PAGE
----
FDA approves U.S. launch of Wiskott-Aldrich gene therapy clinical trial

The U.S. Food & Drug Administration (FDA) approved the launching in the U.S. of a clinical trial for gene therapy for a rare immunodeficiency, Wiskott-Aldrich syndrome (WAS). After its implementation in Paris and London, this trial based on preclinical research performed at Genethon (Evry, France) which also manufactures the GMP gene therapy product, is now going to be launched in Boston. It's one of the first international clinical trials using a gene therapy treatment for a rare disease.  

Earlier this year, Genethon, the not-for-profit biotherapy laboratory funded by the French Muscular Dystrophy Association (AFM) thanks to the donations collected during the French Telethon, and Children's Hospital Boston announced that they have initiated a partnership to conduct a gene therapy clinical trial for Wiskott-Aldrich Syndrome (WAS), a severe immunodeficiency disease leading to death before adulthood. Genethon is sponsoring parallel trials at Great Ormond Street Hospital in London and Hopital Necker-Enfants Malades in Paris and is supplying the vector for all clinical sites. In total, this trial will involve fifteen patients, five for each site, who will be treated by 2013-2014. The sites in London and Paris have already started treating patients under this protocol. Altogether, the WAS gene therapy trials in London, Paris and Boston will constitute a unique multicenter collaboration to accelerate the testing of new advanced therapies for rare conditions.

The Boston trial will be funded by the National Heart, Lung and Blood Institute (NHLBI) through its Gene Therapy Resource Program (GTRP). Principal investigators at Children's are Sung-Yun Pai, MD, Division of Hematology/Oncology, and Luigi Notarangelo, MD, director, Research and Molecular Diagnosis Program on Primary Immunodeficiencies, Division of Immunology. David A. Williams, MD, chief of the Division of Hematology/Oncology and director of Translational Research for Children's Hospital Boston, will serve as sponsor-investigator. The gene insertion of patient cells will be accomplished in the Connell O'Reilly Family Good Manufacturing facility at the Dana-Farber Cancer Institute in collaboration with the Center for Human Cell Therapy at Harvard Medical School.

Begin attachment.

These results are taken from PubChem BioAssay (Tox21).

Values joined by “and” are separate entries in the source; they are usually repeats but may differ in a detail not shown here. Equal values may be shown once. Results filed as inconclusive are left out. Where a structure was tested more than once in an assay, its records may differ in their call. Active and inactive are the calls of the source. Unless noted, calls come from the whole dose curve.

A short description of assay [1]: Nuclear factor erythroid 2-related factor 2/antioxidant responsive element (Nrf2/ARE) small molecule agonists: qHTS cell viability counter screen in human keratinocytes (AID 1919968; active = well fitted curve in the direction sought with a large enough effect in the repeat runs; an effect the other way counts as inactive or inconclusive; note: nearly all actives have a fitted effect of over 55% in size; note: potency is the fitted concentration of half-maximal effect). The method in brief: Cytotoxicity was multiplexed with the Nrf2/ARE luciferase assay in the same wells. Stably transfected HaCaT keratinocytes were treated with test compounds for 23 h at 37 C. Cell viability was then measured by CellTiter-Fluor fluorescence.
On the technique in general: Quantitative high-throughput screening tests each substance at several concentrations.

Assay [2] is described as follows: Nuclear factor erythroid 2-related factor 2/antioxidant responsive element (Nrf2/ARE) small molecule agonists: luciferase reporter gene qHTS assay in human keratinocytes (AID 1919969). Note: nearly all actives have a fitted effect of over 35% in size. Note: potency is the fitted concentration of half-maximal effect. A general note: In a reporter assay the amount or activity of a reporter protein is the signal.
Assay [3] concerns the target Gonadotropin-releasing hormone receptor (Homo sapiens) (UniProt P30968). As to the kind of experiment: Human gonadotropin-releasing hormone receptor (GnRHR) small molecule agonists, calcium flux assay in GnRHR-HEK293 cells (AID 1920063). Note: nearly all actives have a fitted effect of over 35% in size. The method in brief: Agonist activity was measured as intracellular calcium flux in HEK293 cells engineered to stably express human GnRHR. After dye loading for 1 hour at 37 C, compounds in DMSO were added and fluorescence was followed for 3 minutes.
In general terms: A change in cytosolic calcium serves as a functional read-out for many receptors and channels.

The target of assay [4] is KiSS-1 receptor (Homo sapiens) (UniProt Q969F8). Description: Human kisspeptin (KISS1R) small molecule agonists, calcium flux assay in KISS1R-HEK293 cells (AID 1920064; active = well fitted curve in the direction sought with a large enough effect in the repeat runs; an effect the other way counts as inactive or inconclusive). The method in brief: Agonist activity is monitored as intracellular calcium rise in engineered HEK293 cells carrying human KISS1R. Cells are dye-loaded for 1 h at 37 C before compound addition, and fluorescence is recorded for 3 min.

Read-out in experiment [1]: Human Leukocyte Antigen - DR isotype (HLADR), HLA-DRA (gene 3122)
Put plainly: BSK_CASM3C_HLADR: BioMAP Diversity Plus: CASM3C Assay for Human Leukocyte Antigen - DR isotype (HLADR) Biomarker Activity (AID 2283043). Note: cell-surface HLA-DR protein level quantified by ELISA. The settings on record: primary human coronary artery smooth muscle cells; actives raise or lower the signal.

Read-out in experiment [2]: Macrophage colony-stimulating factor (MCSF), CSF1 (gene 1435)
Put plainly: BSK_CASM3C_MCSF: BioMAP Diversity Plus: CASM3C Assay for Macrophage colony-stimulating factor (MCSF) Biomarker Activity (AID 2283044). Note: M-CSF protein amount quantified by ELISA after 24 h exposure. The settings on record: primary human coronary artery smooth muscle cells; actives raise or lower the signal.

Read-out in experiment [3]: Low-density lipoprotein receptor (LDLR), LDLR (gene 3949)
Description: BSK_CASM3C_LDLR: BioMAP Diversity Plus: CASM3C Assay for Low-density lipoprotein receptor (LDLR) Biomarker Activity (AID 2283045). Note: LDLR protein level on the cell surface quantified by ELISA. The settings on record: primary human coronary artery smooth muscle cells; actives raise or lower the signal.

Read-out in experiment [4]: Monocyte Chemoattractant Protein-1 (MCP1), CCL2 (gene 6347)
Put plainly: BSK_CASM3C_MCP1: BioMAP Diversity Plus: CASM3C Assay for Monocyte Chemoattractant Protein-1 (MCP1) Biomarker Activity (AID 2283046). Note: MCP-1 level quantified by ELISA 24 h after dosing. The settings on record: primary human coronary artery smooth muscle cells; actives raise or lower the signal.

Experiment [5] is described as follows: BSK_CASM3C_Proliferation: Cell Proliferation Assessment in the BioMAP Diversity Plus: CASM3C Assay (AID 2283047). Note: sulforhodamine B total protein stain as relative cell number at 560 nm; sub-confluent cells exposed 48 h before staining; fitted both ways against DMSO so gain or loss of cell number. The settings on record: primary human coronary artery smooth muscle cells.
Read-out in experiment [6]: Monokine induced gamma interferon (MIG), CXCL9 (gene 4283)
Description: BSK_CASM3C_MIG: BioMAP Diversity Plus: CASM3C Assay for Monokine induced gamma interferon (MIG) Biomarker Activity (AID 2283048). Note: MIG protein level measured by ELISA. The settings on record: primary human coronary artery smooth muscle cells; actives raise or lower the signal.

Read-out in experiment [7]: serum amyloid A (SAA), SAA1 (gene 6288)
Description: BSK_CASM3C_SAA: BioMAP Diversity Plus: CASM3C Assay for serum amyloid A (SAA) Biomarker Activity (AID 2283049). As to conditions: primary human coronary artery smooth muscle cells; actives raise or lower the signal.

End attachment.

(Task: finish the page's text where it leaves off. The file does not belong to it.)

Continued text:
Wiskott Aldrich Syndrome (WAS) is a rare primary immune deficiency disease causing significant bleeding due to low platelet count and increased incidence of serious infections.  Most patients have mild to severe eczema and are also at a higher risk of developing autoimmune disorders and malignancies such as lymphoma.  The forthcoming clinical trial results from a research program initiated in 2002 by the group of Anne Galy at Genethon (Inserm UMR951/Genethon, Universite d'Evry Val d'Essonne, EPHE), which has developed an ex vivo approach that uses an HIV-derived lentiviral vector to transfer genes into autologous CD34+ hematopoietic stem cells from WAS patients.

"This authorization constitutes a new key stage for the project WAS initiated in 2002 by Anne Galy and her team at the Genethon. It is also an international recognition of the quality of the work of Genethon. Without the donations collected during the French Telethon, this international gene therapy trial could not exist," states Laurence Tiennot-Herment, Chairperson, AFM and Genethon. 

"We are very happy with the approval given by the FDA for the extension of the WAS clinical trial by the group headed by Prof. Williams. It demonstrates again the ability of Genethon to bring its research projects to the clinic in collaboration with the best clinical teams worldwide, for the benefit of patients. It reflects our cutting edge expertise in the field of translational research, bioproduction and preparation and implementation of clinical trials," emphasizes Frederic Revah, CEO Genethon.

"At Children's Hospital Boston, we are committed to utilizing state-of-the-art cell and molecular therapies to treat devastating pediatric diseases. The trial in WAS is particularly noteworthy as it represents a continuing transatlantic scientific and clinical research collaborative effort in gene therapy and huge multi-disciplinary team effort at Children's," comments Dr. David A. Williams, Sponsor-Investigator of study.

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